ambitious plan to rebuild the derelict national infrastructure, but
it was abandoned after Treasury Secretary Robert Rubin convinced the
new president that deficit reduction was the true national priority.
This time around, a much more powerful and desperate coalition of
interests is aligned to support the Keynesian shock-and-awe of major
public works.
Rolling Out the Dozers
Since the Paulson bailout plan has become so much expensive spit
in the wind, and with bond spreads now premised on the possibility of
double-digit unemployment over the next 18 months, massive new
federal spending has become a matter of sheer economic survival. As
innumerable influentials — from New York Times columnist David
Brooks to House Majority Leader Nancy Pelosi — have argued, a crash
program of infrastructure repair and construction, likely to include
some investment in the new power grids required to bring more solar
and wind energy online, is the “win-win” approach that will garner
the quickest bipartisan support.
It has also been portrayed as the only lifeboat in the water for
the ordinary steerage passengers in our sinking economy. The emergent
Washington consensus seems to be that those five million green jobs
can actually come later (after we save GM’s shareholders), but that
infrastructure spending — if resolutely pushed through the lame-duck
Congress or adopted in Obama’s first 100 days — can begin to pump
money into the crucial construction and manufacturing sectors of the
economy before the end of next winter.
Unlike Comrade Bush’s “socialist” efforts to save Wall Street, a
public-works strategy for national recovery has had broad ideological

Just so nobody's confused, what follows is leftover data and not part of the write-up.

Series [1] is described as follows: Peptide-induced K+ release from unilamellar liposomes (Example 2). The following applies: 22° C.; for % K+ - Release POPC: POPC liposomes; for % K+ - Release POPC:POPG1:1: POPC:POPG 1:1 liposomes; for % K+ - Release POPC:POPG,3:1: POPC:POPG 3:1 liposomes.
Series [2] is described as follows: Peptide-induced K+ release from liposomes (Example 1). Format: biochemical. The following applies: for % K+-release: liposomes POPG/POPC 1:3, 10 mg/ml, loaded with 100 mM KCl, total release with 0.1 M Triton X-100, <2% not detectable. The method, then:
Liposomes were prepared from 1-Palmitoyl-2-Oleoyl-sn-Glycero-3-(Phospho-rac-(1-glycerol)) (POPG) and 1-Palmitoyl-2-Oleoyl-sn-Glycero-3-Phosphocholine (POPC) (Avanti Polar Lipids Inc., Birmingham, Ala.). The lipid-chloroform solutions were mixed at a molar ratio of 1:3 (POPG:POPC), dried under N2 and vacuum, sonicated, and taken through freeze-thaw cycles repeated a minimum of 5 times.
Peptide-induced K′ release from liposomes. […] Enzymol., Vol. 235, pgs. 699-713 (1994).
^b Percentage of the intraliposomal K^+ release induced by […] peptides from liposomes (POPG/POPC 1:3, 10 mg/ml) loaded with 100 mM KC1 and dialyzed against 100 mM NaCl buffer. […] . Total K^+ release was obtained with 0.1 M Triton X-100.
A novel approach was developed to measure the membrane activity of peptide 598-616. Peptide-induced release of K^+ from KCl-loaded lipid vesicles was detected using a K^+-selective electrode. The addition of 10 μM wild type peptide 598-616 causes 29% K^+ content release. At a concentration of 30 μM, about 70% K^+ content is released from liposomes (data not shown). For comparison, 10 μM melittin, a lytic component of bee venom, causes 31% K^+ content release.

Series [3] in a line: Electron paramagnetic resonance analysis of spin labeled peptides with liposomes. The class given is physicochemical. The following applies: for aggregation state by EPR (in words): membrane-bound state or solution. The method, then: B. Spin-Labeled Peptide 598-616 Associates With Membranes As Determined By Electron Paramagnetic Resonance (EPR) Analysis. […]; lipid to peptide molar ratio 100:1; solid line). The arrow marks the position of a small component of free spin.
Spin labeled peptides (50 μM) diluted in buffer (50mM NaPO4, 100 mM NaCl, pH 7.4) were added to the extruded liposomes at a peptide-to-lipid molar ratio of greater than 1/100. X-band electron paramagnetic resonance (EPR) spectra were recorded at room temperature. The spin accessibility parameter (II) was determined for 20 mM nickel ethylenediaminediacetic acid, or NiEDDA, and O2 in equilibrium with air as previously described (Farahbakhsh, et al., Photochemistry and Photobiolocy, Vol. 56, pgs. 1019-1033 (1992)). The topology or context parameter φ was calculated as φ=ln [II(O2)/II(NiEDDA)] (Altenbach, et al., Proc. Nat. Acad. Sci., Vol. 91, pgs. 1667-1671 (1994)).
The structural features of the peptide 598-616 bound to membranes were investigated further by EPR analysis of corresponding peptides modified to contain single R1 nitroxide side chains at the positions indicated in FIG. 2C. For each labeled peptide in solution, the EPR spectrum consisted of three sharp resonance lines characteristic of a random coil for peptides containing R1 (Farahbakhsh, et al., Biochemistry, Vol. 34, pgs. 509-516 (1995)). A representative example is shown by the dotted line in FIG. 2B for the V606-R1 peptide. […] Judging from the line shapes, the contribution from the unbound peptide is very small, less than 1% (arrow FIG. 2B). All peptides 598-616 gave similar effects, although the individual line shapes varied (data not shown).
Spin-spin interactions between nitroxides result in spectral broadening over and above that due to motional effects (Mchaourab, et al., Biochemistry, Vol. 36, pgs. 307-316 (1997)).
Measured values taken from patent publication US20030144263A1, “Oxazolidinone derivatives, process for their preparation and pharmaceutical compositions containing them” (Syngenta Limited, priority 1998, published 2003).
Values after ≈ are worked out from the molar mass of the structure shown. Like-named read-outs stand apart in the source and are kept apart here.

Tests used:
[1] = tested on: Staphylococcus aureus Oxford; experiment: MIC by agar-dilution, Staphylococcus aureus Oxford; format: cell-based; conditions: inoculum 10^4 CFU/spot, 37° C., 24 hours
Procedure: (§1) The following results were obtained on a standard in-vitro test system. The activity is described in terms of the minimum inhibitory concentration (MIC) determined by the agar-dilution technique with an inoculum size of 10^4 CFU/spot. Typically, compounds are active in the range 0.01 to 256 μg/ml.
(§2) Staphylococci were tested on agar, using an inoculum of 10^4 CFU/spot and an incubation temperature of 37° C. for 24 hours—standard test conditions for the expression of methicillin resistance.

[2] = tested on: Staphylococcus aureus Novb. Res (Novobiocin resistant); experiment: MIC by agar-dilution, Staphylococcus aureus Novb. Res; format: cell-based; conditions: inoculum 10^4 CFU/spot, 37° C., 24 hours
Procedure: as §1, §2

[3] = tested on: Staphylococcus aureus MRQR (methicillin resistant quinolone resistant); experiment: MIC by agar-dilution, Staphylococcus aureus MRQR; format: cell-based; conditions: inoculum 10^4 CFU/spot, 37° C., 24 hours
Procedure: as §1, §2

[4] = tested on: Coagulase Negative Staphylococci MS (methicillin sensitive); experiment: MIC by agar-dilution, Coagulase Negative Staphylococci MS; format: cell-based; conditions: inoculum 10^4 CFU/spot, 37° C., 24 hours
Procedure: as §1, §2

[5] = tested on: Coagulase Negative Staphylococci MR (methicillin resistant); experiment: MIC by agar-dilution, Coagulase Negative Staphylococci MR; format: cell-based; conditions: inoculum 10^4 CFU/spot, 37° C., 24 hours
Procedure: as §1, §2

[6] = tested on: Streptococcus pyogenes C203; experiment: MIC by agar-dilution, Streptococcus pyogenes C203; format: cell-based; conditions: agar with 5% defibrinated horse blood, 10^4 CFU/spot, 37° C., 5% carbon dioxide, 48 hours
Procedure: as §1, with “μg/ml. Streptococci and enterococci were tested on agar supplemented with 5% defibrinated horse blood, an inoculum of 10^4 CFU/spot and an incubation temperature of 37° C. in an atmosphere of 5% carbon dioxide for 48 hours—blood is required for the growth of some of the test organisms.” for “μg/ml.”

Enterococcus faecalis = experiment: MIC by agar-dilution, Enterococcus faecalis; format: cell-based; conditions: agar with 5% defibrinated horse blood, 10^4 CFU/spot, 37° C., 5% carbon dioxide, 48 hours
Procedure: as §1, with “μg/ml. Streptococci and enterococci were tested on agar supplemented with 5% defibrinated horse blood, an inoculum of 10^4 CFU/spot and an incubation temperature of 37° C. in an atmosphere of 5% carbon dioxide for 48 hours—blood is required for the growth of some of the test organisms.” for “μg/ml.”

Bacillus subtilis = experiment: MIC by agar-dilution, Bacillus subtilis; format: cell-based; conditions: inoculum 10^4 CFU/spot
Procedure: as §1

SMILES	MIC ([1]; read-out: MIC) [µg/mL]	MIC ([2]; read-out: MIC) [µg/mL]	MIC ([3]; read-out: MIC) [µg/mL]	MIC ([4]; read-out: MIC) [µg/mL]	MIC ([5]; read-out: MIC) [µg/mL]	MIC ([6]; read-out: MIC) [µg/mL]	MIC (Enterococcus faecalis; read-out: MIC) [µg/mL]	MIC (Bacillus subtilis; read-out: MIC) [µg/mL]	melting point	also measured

respectability from the days of Alexander Hamilton and Abraham
Lincoln to those of Franklin D. Roosevelt and John F. Kennedy. If
Democrats can brag about the proud heritage of the Works Progress
Administration and the Public Works Administration from the era of
the Great Depression (ah, those magnificent post offices and
parkways), there are still a few Republicans who remember the Golden
Age of interstate highway construction that commenced in the 1950s
with President Dwight D. Eisenhower. Indeed since the national shame
of Hurricane Katrina, Americans have become outspokenly nostalgic
about competent federal governments and magnificent public achievements.
If one accepts the reasonable principle of supporting the new
president whenever he makes policy from the left or addresses basic
social needs, shouldn’t progressives be cheering the White House as
it rolls out the dozers, Cats, and big cranes? Aren’t high-speed mass
transit and clean energy the kind of noble priorities that best
reconcile big-bang stimulus with long-term public value?